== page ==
Meta-hyperboles in Southern Literature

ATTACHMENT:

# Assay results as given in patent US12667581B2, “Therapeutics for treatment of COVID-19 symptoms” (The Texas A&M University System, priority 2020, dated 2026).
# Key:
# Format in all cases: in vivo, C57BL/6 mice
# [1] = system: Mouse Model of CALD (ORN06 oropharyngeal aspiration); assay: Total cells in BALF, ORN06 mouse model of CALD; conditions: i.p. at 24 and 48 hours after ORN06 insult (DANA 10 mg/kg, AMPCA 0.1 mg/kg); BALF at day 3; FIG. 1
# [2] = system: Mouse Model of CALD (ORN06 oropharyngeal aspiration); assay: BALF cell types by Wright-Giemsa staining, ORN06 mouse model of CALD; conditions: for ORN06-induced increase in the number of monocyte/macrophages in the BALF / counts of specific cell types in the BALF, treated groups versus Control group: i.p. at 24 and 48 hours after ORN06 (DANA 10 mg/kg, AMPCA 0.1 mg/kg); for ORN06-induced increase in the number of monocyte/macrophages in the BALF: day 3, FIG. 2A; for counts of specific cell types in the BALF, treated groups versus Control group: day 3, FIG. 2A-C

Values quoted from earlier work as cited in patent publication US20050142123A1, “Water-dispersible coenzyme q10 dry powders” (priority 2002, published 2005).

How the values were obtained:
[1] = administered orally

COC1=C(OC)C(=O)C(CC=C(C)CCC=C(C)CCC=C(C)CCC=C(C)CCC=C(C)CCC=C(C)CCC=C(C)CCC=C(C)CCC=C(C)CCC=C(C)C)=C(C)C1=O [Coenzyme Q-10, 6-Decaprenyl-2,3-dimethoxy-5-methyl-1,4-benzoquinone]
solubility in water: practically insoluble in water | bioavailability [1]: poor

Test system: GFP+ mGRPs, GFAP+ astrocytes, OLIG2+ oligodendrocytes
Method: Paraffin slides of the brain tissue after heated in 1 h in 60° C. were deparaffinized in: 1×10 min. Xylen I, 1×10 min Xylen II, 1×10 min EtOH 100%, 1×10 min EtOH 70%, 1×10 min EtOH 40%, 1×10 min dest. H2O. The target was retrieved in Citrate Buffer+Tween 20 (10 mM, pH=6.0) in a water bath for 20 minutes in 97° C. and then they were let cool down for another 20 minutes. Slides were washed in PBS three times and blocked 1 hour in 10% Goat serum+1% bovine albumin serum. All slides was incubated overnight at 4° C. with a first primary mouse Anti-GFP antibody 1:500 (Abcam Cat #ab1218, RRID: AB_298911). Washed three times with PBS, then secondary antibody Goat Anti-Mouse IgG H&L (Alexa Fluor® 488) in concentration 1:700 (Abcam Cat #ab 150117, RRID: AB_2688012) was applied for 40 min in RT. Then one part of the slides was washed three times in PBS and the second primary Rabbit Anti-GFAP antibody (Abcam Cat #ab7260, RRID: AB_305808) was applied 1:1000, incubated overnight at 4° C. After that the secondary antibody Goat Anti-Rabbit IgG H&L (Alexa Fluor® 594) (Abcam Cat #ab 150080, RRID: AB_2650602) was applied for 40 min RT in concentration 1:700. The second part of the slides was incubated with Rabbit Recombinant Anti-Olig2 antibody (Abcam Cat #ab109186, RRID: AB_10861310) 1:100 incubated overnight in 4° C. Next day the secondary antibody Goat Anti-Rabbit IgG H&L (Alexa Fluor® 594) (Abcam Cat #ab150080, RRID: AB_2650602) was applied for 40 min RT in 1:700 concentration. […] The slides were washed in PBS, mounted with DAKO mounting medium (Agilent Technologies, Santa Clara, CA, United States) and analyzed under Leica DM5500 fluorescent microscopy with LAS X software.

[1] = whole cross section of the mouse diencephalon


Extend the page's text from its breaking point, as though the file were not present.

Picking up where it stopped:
My study of the literature and culture of the US South was conducted in 2017-2020 under the auspices of an OPUS research grant Hyperbole in the Writings of American Southern Authors (NCN OPUS 2016/23/B/HS2/01207) awarded by the Polish National Science Center and carried out in the Institute of English Studies at the Jagiellonian University. The objective of the project was to explore various ways in which Southern literature tackled the issues of regional identity and to trace the attempts of its authors to break free of the fraught and paradoxical culture of their upbringing. In that research project, I explored the figurative aspects of selected works by Katherine Anne Porter, William Faulkner, Lillian Smith, Katherine Du Pre Lumpkin, Tennessee Williams, Flannery O’Connor and Harper Lee. For each of these authors I identified different modes of “hyperbolic” expression – tacit strategies of the deconstruction of the Southern paradox. Katherine Anne Porter and Tennessee Williams wrestle with the patriarchate and the cultural determinants of femininity; Lillian Smith and Katherine Du Pre Lumpkin struggle to unlearn the racism they imbibed in childhood; William Faulkner falls back on a hyperbolic mode to show that the past of the region continues to haunt its present like a ghost; Flannery O’Connor uses the strategy to create diverse grotesque images in a religious context; and Harper Lee shows how the oppressive culture of the South thwarts all attempts to break free from its impact.